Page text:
It would be entirely remiss not to comment on the recent parting of Mark Pettingill from the ruling One Bermuda Alliance. The House stands at 17-17 with two independents, while the OBA holds the reins of government for the rest of this term. It is a balance made even more precarious because the sitting Speaker is a member of the Opposition. If Randy Horton were to give up the voluntary position, the Opposition would be left with a majority vote because the OBA would be forced to give up one of its members to occupy the seat.
The OBA, which is an amalgam of the former United Bermuda Party and the breakaway Bermuda Democratic Alliance, has clearly become less of an alliance, as most of the former have either resigned or have been sidelined.
Beginning with Craig Cannonier stepping down as premier, followed closely by the chairman, Thaddeus Hollis, these were the first visible signs that the alliance was faltering. If there were any denials, all doubt has been removed by the double resignations of Pettingill and Shawn Crockwell, who were prominent among the BDA.
The UBP maintained its internal divisions for decades as the more conservative elements dominated. The divisions were deep and the debates stretched across a broad spectrum of opinion. The clash of personalities was a known feature of the old party, therefore it comes as no surprise where the fault lines in the present ruling party would occur. The outcome should also be very predictable because the reins are firmly in the hands of the more conservative elements of the party.
Whether its matters pertain to law, finance or the politics of the country, the attitude would be conservative. I can recall back in the early 2000s watching an attitude among the old UBP, which was grappling with the reason behind its 1998 failure at the polls. Unwilling to yield, it was as though the doctrine was: ďIf conservative didnít work for us, letís try ultraconservative.Ē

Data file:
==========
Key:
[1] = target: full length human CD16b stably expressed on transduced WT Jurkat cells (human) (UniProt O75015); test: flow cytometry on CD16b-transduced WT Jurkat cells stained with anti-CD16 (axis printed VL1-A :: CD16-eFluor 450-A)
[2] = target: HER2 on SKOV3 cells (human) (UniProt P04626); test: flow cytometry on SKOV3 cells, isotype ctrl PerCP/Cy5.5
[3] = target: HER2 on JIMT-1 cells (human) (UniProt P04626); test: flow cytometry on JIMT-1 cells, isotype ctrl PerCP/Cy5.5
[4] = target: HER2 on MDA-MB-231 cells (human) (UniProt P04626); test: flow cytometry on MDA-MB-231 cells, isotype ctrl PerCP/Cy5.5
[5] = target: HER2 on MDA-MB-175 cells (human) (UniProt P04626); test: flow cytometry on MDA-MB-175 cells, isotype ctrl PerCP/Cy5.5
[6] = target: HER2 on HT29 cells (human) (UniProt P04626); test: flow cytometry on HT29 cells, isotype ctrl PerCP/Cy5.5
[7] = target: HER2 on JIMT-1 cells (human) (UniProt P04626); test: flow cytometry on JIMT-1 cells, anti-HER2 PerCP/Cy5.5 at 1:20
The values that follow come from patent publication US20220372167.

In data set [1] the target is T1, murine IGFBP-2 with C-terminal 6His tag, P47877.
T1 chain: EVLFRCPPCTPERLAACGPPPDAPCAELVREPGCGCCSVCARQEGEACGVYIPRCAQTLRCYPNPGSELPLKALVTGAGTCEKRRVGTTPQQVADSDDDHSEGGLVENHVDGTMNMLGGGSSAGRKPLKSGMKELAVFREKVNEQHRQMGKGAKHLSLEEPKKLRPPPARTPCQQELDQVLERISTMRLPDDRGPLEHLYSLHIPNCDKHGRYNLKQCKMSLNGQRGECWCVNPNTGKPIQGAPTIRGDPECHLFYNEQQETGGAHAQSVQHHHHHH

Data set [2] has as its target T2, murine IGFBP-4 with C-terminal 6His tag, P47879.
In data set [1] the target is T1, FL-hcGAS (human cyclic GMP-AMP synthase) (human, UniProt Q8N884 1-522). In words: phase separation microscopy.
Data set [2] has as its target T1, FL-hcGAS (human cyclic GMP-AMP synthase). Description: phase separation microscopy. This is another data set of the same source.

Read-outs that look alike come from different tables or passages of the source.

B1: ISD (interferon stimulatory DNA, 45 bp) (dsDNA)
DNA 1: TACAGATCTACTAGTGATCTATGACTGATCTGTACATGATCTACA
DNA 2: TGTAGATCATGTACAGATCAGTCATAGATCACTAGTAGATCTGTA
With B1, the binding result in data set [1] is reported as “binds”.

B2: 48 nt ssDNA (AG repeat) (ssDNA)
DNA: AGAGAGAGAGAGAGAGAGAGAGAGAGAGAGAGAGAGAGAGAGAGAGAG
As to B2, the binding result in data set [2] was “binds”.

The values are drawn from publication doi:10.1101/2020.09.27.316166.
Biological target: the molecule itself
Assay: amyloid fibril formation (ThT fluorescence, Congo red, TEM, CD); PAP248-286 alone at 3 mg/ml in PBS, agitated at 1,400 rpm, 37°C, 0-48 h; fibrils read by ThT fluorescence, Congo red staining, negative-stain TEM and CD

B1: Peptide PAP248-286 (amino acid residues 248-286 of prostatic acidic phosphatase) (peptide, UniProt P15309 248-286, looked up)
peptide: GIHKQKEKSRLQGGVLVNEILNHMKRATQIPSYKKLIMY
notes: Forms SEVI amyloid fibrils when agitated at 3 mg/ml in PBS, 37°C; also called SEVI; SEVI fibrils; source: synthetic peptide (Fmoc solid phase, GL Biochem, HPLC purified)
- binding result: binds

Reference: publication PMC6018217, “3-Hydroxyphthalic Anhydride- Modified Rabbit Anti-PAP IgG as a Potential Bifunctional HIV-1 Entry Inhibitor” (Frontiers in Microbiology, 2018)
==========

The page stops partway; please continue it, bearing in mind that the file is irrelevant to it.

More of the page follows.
It was that entrenched polarising position that led to the exodus and eventual break-up of the UBP.
The natural and immediate quandary is the stability of Parliament and the ruling party, which still has ripples of dissatisfaction on the bench. While all eyes may be on the dissident ruling Members of Parliament, it is Speaker of the House actually holding the balance of power. While it is more likely the existing dynamic will not change, it is possibly the worst possible scenario for the sitting government in an election year.
The Progressive Labour Party conceivably could not be happier witnessing this clear fragility within the ruling party, particularly when some of its own sitting Members have been featured in the Commission of Inquiry. While no indictments have resulted, and are not likely before a General Election, it has detracted from the popularity of a return to power for the PLP. So rather than a PLP riding a popular wave of its own, it will instead ride in on the back of the unpopularity of the OBA.
Essentially like the previous election, but in role reversal, the OBA stand poised to lose the election for its faults, rather than the case of the PLP winning through its merits.